Chief Wants New Probe of Rampart

Bratton asks for an outside panel to review how the LAPD handled the scandal, fearing it could ‘bleed this department to death.’

By Scott Glover, Matt Lait and Andrew Blankstein
Times Staff Writers

February 26, 2003

Los Angeles Police Chief William J. Bratton called Tuesday for an independent “blue ribbon committee” to account for the LAPD’s handling of the Rampart corruption scandal, saying that efforts to do so by department officials have been “totally inadequate.”

In calling for the formation of the panel, Bratton told members of the city’s civilian Police Commission that the Rampart scandal still hangs over the Los Angeles Police Department and that if it isn’t addressed, it has the potential to “bleed this department to death.”

“Let’s take ownership of this issue,” Bratton told commissioners during their regular weekly meeting on the first floor of police headquarters. “Let’s get it out of the way.”

Police Commission President Rick Caruso immediately embraced Bratton’s proposal.

“Let’s just do it on our own,” Caruso told fellow commissioners. “We’re the head of this department. Let’s act like the head of this department.”

The scandal broke in September 1999, after ex-officer Rafael Perez told authorities as part of a plea deal that he and other anti-gang and narcotics officers in the Rampart Division routinely planted evidence, framed suspects and covered up unjustified shootings.

Shortly after, then-Chief Bernard C. Parks promised a report that would document “the exact nature and disposition of each allegation” that surfaced in the corruption probe.

This so-called after-action report was to be a companion piece to the department’s Board of Inquiry report, which addressed the administrative and managerial failures that police officials believed contributed to misconduct in Rampart.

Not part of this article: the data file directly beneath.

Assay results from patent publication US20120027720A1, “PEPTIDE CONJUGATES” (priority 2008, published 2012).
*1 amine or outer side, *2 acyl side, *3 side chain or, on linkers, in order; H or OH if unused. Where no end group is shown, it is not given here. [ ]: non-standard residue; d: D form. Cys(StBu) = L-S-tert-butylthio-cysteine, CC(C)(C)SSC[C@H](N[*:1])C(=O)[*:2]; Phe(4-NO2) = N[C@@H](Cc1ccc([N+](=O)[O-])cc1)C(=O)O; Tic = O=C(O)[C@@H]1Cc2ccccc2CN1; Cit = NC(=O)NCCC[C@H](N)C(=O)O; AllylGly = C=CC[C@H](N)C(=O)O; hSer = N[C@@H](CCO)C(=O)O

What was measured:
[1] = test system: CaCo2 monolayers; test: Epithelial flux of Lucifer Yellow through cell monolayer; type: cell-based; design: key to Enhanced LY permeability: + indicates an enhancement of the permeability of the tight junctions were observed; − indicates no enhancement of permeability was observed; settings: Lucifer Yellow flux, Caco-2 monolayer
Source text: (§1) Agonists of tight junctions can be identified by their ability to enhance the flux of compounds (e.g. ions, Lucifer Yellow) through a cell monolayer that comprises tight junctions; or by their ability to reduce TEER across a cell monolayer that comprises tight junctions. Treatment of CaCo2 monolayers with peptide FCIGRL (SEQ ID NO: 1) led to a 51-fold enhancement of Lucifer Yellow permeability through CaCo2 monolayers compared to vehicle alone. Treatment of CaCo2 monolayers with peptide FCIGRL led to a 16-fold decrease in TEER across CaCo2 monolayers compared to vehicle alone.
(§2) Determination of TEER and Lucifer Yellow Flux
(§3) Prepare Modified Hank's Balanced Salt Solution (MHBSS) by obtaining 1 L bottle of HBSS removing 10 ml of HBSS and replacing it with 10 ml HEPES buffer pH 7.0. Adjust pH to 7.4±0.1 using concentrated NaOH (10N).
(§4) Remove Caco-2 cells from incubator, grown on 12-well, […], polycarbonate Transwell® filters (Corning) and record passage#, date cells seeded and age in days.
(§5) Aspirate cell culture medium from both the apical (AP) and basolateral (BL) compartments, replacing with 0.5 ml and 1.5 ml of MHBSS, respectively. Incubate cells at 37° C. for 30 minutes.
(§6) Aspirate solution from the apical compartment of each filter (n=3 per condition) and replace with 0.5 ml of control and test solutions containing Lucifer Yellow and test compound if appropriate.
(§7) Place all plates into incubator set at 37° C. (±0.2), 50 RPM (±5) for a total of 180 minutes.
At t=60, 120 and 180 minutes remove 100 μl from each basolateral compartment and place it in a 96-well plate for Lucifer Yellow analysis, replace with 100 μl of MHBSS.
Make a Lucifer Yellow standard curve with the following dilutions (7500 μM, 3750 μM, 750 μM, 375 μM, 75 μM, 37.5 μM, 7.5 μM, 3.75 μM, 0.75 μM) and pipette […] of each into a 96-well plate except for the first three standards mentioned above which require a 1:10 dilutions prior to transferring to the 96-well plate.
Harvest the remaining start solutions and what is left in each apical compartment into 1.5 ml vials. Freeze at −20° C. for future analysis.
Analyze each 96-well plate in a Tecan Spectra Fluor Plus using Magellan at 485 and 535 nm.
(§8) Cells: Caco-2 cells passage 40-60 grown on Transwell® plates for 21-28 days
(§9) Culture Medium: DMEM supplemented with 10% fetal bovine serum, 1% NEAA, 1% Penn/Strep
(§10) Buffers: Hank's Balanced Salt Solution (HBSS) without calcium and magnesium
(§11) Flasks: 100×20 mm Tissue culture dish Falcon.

Parks initially said the after-action report would be presented to the public by early 2001. But as the investigation continued, the chief and other department officials stopped talking publicly about the report. In fact, members of the Los Angeles Police Commission and the LAPD’s inspector general had forgotten that such a report was promised until The Times disclosed last year that its release was long overdue.

Since then, nearly weekly, Caruso has been asking the department to produce the report.

“It’s criminal that in the past this board … has been asking for a report and we haven’t been able to get one,” Caruso said Tuesday.

Bratton said that, in its current form, the report is actually several separate draft documents, “none of which I would describe as complete or useful.”

The chief said he was proposing an outside review because the public “will not trust anything coming from the department as it relates to Rampart.”

“I’ve been to too many community meetings where Rampart keeps coming up again and again and again,” said Bratton, who inherited the scandal when he took over the department in October.

To date, Perez and eight other Rampart Division anti-gang unit officers have been criminally charged. Of those eight, four pleaded guilty or no contest to charges and three others were convicted by a jury. Those convictions were overturned by a Superior Court judge and county prosecutors have appealed that decision. One officer was acquitted of charges.